Genital Warts

Genital warts appear as a single wart or cluster of warts in the genital area. These warts are usually flesh colored or a bit darker and may appear in small bumps scattered on the skin or in clusters. They may be rough or smooth, raised or flat, and may vary in size.


Genital warts are caused by infection with the Human Papillomavirus (HPV), which is transmitted through genital contact with an infected person during intercourse, oral sex or any genital-to-genital contact. Of the 100 or so types of HPV, just a few can cause genital warts.

HPV infection is the most common sexually transmitted disease affecting an estimated 50% of sexually active people. Most infected people do not know it and never develop warts because the immune system fights the virus effectively. Even without symptoms however, an infected person can still spread virus. Warts develop when the immune system is unable to fight HIV effectively, but they may not appear until weeks or months after contact with an infected person. Genital warts in children may be due to HIV infection passed from the mother during childbirth or may be a sign of sexual abuse.


While some genital warts clear without treatment, seeing a dermatologist can provide faster clearing and peace of mind.

Professional Treatment

Seeing a dermatologist can provide faster clearing and peace of mind because professional treatment:

  • Lowers the risk of spreading the virus.
  • Can relieve any pain and itching.
  • Ensures that the growths are genital warts, not cancer.

Treatment usually involves removing the warts, prescription medications or other treatments depending on the number and location of the warts and your overall health.

Removal Procedures

Your dermatologist may perform one of these procedures to remove genital warts during an office visit:

  • Cryosurgery (freeze off the warts with liquid nitrogen).
  • Excision (cut out the warts).
  • Electrocautery (destroy the warts with an electric current).
  • Laser treatment (destroy the warts with laser light).


Often your dermatologist will prescribe medications you apply to the genital warts at home, including:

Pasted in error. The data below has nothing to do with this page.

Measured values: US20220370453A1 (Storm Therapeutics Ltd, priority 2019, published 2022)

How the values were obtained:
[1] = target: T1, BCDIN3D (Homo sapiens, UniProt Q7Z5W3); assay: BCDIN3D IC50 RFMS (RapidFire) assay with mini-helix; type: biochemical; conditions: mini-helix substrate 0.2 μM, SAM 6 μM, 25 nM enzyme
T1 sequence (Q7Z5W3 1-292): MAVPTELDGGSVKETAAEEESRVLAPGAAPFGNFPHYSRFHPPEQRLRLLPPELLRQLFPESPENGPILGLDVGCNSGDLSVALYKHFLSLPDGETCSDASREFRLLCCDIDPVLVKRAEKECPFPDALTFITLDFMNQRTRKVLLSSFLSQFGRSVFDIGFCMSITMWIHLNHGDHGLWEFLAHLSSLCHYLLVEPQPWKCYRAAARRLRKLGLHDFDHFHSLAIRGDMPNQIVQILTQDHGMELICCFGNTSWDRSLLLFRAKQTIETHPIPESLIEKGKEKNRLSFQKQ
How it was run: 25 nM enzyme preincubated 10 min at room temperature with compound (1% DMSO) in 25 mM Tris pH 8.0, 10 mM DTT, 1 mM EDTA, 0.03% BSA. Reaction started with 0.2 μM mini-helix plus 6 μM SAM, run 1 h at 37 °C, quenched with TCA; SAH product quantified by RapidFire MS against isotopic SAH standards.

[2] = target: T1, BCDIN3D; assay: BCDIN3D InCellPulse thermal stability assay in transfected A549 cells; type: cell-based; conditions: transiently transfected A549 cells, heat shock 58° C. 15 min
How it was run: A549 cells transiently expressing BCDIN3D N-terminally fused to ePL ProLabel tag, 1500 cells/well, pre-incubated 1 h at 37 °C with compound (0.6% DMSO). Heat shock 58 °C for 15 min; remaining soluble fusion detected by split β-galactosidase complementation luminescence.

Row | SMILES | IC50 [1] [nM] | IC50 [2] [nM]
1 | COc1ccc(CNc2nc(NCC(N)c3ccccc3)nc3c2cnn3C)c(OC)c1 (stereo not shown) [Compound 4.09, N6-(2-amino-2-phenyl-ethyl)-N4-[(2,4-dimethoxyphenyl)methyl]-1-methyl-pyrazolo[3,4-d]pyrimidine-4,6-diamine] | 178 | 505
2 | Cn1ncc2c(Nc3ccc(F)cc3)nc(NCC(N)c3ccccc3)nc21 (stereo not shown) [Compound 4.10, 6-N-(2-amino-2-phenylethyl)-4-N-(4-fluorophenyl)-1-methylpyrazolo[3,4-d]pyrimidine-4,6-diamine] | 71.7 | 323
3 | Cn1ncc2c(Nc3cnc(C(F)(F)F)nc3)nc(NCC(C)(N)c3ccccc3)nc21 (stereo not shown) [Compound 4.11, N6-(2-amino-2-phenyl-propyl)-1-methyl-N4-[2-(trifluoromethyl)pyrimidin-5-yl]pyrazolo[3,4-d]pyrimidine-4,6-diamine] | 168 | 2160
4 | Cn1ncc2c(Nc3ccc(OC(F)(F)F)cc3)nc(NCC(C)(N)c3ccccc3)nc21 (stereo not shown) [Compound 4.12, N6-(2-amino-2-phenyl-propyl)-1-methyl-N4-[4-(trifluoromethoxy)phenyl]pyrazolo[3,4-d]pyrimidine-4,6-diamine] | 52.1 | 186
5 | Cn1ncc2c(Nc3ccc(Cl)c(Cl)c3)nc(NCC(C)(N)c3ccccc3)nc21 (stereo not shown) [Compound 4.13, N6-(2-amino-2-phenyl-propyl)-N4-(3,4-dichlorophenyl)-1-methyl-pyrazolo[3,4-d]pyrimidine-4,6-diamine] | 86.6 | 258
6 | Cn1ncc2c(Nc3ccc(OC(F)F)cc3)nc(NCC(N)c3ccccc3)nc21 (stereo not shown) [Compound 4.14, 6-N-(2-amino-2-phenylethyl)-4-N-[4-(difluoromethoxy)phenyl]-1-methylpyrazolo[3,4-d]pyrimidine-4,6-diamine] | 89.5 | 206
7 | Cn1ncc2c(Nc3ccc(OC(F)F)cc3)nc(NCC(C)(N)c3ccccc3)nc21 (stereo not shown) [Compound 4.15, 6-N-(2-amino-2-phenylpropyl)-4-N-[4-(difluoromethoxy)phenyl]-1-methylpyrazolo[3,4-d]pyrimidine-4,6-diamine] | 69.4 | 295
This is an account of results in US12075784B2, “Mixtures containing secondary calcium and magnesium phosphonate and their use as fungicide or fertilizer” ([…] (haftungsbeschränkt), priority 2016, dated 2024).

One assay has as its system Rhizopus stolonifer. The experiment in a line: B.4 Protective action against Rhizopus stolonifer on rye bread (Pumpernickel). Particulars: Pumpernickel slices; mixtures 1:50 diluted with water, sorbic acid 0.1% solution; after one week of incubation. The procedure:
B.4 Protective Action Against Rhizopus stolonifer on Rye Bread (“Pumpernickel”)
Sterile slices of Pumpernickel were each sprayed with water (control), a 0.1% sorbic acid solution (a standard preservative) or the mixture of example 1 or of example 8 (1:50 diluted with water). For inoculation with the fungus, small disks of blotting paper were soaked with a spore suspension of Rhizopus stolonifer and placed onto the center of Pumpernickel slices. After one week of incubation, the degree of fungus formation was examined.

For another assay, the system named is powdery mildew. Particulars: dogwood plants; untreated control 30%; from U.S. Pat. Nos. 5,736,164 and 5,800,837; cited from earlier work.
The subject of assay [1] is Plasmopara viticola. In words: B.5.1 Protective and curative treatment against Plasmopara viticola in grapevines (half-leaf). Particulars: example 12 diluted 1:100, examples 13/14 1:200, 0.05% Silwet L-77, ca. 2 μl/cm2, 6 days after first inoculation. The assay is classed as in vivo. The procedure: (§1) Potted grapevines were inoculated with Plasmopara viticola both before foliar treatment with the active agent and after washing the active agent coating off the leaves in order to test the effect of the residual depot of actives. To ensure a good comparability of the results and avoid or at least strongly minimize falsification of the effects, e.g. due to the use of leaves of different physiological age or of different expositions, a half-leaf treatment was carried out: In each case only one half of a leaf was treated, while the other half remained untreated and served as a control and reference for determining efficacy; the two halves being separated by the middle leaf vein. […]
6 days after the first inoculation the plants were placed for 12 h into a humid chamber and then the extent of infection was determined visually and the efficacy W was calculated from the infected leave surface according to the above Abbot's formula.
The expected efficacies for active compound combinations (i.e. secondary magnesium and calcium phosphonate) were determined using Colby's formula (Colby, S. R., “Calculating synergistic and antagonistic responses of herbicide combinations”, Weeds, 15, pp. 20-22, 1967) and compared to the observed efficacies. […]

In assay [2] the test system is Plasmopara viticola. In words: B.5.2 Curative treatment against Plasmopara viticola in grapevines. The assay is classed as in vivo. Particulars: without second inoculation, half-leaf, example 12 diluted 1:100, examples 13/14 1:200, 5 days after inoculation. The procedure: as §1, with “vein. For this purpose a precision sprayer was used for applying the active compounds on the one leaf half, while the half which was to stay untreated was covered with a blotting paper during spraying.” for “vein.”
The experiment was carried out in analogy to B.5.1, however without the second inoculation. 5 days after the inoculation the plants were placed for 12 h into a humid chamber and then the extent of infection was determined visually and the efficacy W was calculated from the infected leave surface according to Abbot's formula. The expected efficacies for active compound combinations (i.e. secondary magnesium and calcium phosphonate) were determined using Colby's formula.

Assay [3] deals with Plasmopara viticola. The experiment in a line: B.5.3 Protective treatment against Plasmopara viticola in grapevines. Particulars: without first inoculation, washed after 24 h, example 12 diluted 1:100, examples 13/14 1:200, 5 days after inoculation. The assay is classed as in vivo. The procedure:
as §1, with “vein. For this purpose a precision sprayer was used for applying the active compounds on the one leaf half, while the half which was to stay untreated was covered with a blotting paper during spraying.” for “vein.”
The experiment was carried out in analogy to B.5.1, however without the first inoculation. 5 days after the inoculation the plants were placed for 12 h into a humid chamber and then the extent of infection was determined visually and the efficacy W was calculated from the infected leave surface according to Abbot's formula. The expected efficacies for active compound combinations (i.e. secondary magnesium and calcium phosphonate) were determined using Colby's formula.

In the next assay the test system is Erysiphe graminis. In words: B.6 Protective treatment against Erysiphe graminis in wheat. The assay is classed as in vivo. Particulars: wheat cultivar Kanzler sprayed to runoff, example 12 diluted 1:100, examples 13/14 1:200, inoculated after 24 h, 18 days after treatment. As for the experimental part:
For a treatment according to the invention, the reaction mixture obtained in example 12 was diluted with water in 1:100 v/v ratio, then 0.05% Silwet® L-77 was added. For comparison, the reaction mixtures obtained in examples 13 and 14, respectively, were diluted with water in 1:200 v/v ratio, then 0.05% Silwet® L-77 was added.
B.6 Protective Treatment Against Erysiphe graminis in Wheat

• Podofilox for external warts (to stop the wart cells from growing).
  • Imiquimod (boosts the body’s immune system so it can fight HPV).
  • An ointment made of green tea extract (sinecatechins) for external warts and warts around the anus.

If these treatments are not effective in clearing the warts, your dermatologist may inject Interferon, an antiviral medication, into the warts. However, because of potential side effects, the doctor will make sure you understand the risks and possible benefits of this treatment.

Recurring Outbreaks

While treatment may remove visible warts, it may not eliminate the HIV infection and warts may return. In addition, as long as HIV is still present, there is the potential to spread the virus through sexual contact. Using condoms can reduce this risk.

Because some types of HPV cause cervical cancer, women who have been treated for genital warts should have regular PAP smears to detect early warning signs.

Though genital warts can be an embarrassing condition for some patients, seeking professional treatment can help protect your health and that of your sexual partner. At Dermatology and Skin Surgery, our board-certified dermatologists are dedicated to providing the best available treatments in a comfortable and confidential environment. Contact us for information or appointments.